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Thursday, January 13, 2005


The Line of Beauty

Alan Hollinghurst's new novel The Line of Beauty (Bloomsbury, 438 pp., $24.95)is a good read. It was reviewed in great detail by The New Republic Online
The issue date was December 13, 2004. Click on the link below.

My thoughts about the novel: The author is obviously a great fan (as are lots of us) of the great novelist Henry James. Hollinghurt's admiration is refected not just in internal references to James, but also in the tone and style of the novel. Hollinghurt makes a telling and somewhat unflattering comparison of British upperclass society in the mid 20th-century with James' 19th Century descriptions of the same society. The principal difference is not just in the loss of manners and morals, but in the moral and social decline of the aristocracy itself. In the 100 years between Hollinghurst's society and James', British aristocracy has lost touch with its historical roots in dignity, privilege, government, and most of all, the difficulty of access to a title. Ancient inherited titles have been replaced with titles with less than a century of existence. The most ancient in The Line of Beauty dates only from the late 19th century and the most recent are created as we watch. Most titles have been purchased by political contributions or awarded for political service. None (at least in the characters we meet in The Line of Beauty) was earned through artistic, scientific, or military service. The overall tone of the British (political) upperclass is crass, vulgar, and degenerate: druggies, philanderers, adulterers, drunks, wanton homosexuals, etc. All in all Hollinghurt's upper crust is a far cry from James'.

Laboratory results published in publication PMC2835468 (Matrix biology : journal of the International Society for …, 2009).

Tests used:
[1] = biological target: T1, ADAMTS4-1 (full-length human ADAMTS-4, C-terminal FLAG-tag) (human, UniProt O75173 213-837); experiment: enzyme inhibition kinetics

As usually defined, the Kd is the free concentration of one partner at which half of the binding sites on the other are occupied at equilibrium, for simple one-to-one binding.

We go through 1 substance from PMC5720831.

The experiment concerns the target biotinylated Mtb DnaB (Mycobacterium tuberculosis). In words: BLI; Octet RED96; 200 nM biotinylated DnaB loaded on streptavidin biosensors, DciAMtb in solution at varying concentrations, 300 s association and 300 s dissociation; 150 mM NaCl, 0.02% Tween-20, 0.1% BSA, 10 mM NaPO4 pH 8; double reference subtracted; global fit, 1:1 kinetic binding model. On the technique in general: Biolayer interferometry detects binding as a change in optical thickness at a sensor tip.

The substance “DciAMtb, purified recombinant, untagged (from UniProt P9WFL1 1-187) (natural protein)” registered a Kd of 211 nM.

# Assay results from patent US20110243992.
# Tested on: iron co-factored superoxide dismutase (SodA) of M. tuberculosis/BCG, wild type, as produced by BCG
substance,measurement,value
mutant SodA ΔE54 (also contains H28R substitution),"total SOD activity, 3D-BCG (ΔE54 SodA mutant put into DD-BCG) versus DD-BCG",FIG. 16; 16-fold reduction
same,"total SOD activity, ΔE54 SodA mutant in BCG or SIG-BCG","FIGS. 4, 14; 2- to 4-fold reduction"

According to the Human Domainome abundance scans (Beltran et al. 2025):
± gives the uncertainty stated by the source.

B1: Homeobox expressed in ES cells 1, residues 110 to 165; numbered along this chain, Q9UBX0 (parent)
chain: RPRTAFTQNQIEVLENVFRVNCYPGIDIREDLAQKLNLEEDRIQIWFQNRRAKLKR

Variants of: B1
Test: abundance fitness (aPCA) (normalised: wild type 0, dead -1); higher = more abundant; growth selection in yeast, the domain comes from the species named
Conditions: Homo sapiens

Aside from the social aspects of the novel, it captures the excesses of the 1970s and 1980s exactly. Reading the book gives the reader a sense of how life was changed for gay men (and those they lived among) during the beginnings and the disaster of the Aids epidemic.

Click below to order the book.

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